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08/18/2015

Galleries Tie 2015-16 Programming to Campus-Wide Discussions

Quick Facts

 Catch a special one-day only exhibit, "Impaired Perceptions by Brian Charles Steel," Sept. 16 in the Lewandowski Student Gallery.

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Man + Land + Water
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Part of Cozy by

Kristin Smith Skees

ROCK HILL, SOUTH CAROLINA—A limited engagement exhibit in honor of National Disability Employment Awareness Month, events focusing on water conservation and scarcity, and a series exploring human relationships highlight the 2015-16 season at Winthrop University Galleries.

Galleries Director Karen Derksen said programming this year ties into overall themes the campus as a whole will be exploring this academic year, creating a larger conversation across the university.

See Through Another’s Eyes


October marks National Disability Employment Awareness Month, an awareness campaign to educate people about disability employment issues and celebrate the contributions of workers with disabilities. Galleries has teamed up with Winthrop’s Office of Disability Services for “Impaired Perceptions by Brian Charles Steel,” opening for one day only Sept. 16 in the Lewandowski Student Gallery.

Born with congenital fiber-type disproportion, Steel’s exhibit showcases black-and-white portraits of himself and other physically impaired people, all to spark discussion on perception and socially constructed identity. Steel will give an artist talk at 5 p.m. Sept. 16 in Dina’s Place. A reception is scheduled afterward at 6 p.m. in the gallery.

“Water, Water Everywhere, and Not a Drop to Drink”

Winthrop will host its first Water in the World conference Nov. 6-7. The conference will feature topics such as the privatization of water, climate change, water conservation and more.

Galleries will start the conversation early when “Man + Land + Water” and “LAST FISH ON EARTH: Our Happy Re-Granulated Future” open Sept. 21 in the Rutledge and Elizabeth Dunlap Patrick galleries.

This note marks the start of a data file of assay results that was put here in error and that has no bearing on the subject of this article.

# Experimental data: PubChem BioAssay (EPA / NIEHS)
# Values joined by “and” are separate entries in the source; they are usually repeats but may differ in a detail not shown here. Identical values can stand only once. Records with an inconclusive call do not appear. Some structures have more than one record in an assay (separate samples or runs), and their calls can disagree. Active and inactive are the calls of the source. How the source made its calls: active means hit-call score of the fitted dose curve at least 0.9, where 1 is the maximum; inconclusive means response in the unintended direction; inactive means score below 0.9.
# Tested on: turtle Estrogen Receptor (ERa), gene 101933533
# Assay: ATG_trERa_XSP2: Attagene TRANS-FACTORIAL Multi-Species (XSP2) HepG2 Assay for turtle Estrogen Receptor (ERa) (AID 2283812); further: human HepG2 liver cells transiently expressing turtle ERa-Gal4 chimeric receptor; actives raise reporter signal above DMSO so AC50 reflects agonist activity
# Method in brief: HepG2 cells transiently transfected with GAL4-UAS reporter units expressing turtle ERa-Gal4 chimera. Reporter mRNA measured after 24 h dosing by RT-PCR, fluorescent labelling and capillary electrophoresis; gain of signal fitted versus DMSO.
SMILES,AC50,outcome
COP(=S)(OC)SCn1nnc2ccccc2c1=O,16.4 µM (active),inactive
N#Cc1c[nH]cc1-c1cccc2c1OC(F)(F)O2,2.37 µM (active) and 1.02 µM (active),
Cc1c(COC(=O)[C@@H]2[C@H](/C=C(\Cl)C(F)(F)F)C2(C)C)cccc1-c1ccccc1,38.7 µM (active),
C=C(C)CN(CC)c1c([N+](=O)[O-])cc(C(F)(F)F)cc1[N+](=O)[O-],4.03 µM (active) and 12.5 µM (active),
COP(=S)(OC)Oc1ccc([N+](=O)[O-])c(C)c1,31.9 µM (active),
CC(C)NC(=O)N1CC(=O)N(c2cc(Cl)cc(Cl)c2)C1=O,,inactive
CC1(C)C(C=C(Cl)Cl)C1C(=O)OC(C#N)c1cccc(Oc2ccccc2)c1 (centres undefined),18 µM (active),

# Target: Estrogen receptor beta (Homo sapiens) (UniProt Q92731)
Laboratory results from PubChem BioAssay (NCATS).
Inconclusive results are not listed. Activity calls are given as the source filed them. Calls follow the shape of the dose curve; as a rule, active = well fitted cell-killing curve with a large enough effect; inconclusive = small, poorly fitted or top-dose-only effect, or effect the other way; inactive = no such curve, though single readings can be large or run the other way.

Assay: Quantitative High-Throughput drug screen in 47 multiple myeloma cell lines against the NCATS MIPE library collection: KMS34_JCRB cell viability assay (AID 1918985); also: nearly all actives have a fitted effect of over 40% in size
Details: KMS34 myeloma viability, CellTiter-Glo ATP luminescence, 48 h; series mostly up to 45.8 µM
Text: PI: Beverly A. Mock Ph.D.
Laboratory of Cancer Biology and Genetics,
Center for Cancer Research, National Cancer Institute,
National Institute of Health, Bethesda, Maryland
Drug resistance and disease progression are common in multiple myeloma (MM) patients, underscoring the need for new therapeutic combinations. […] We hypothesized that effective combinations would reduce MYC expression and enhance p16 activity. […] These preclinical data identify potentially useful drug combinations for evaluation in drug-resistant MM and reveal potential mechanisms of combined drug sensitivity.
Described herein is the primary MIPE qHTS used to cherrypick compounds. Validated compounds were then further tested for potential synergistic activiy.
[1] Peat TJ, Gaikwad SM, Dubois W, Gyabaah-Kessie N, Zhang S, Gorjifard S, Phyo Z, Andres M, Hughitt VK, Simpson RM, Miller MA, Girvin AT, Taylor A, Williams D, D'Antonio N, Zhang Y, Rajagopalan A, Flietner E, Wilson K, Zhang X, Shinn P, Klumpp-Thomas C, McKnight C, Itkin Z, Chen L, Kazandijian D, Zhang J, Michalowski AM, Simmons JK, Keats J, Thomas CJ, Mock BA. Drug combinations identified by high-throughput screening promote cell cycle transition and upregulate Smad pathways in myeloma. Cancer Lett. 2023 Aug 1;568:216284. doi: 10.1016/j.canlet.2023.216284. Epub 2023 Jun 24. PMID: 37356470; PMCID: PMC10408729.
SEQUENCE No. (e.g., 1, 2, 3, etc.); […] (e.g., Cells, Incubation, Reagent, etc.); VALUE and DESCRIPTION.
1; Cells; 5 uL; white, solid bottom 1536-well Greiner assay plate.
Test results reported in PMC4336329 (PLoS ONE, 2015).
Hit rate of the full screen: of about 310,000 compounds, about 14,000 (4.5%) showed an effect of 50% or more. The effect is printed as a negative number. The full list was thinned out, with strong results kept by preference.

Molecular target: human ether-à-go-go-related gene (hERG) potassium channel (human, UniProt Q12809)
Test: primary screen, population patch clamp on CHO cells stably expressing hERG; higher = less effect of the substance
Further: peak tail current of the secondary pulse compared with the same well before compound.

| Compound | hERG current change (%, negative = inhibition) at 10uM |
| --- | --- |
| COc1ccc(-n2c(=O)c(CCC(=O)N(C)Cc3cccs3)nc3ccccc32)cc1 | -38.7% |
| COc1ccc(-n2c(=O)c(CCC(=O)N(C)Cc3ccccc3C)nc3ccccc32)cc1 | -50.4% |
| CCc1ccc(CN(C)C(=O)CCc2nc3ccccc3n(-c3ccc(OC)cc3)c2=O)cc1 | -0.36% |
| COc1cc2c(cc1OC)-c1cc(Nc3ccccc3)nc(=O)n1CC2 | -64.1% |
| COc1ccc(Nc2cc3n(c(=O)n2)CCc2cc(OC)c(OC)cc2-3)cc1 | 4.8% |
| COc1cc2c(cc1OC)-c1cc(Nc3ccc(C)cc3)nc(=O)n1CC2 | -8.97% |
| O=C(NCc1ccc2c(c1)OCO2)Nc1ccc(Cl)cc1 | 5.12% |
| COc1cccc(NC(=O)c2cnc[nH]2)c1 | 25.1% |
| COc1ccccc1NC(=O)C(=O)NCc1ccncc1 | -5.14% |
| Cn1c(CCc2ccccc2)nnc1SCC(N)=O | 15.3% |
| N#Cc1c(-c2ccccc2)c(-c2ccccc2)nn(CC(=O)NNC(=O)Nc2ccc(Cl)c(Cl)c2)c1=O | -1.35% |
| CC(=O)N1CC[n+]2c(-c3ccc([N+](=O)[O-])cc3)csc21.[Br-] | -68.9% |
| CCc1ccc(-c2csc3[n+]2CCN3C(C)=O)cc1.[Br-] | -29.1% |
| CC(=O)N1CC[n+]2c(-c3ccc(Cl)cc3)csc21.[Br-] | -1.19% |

“Man + Land + Water”
features a great variety of artists and designers and their works spanning video, drawing, printmaking, industrial and interactive media from all over the world. A video from Denmark tells the story of an anime character who causes rainfall every time she sings. The character is banned from her village after a particularly heavy rainfall destroys the crops. Another group will have filtration products on display, while yet another contribution brings awareness to the controversial issue of “fracking,” the process of drilling into the earth before aiming a high-pressure water mix at the rock to release the gas inside of it.

The Elizabeth Dunlap Patrick Gallery will be transformed into a plastic beach when Jarod Charzewski and Colleen Ludwig bring “LAST FISH ON EARTH” to campus. The water quality of the worlds’ oceans are at a tipping point, with plastic pollution degrading the environment and threatening its species. A literal “rising tide of plastic water” complete with infographics will give visitors a glimpse into what the oceans’ future could be without change.

Other programming includes a film screening of the documentary “Watermark” followed by a Q&A at 7 p.m. Nov. 4 in Dina’s Place. Sponsored by the galleries and the DiGiorgio Student Union, “Watermark” showcases how water shapes people’s lives and how we affect it as well.

Charzewski and Ludwig will give an artist talk at 7 p.m. Sept. 21 in 119 Rutledge Building.

An opening reception for both exhibitions is scheduled for 6:30 p.m. Sept. 25. The two exhibits are open through Nov. 13.

It’s All About Relationships


The second half of galleries’ programming ties into an overall campus conversation on relationships, both healthy and unhealthy.

Opening Dec. 7 in Rutledge Gallery is “Cozy” by Kristin Smith Skees. Skees literally takes her subjects into her hands. She custom-knits “cozies,” or covers, for her subjects and then takes photos of her subjects in the cozies, completely concealing their faces. The ambiguity allows her audience to decide their own ideas of identity, self and how relationships walk the line between loving and overbearing like a tight sweater.

Opening Jan. 20 in Elizabeth Dunlap Patrick Gallery is “Voices” by Cat Del Buono, a powerful exhibit that draws attention to domestic violence. Domestic violence survivors will tell their stories on 20 different video monitors. Del Buono hopes her audience will see the people and hear their stories rather than see them as just a domestic violence statistic.

“It’s uncensored, profound and hugely impactful,” Derksen said of the exhibit.

Going along with “Voices” will be an educational panel on domestic violence at 7 p.m. Jan. 21 in Dina’s Place.

An opening reception for both is scheduled for 6:30 p.m. Jan. 22. The exhibits are open through March 11, 2016.

Winthrop University Galleries hours are 9 a.m.-5 p.m. Monday-Friday. It is closed on weekends and university holidays. All artist talks, exhibitions and receptions are free and open to the public.

For more information, call the Galleries at 803/323-2493 or e-mail Karen Derksen, Galleries director, at derksenk@winthrop.edu. Follow the Galleries online on Facebook or Twitter.


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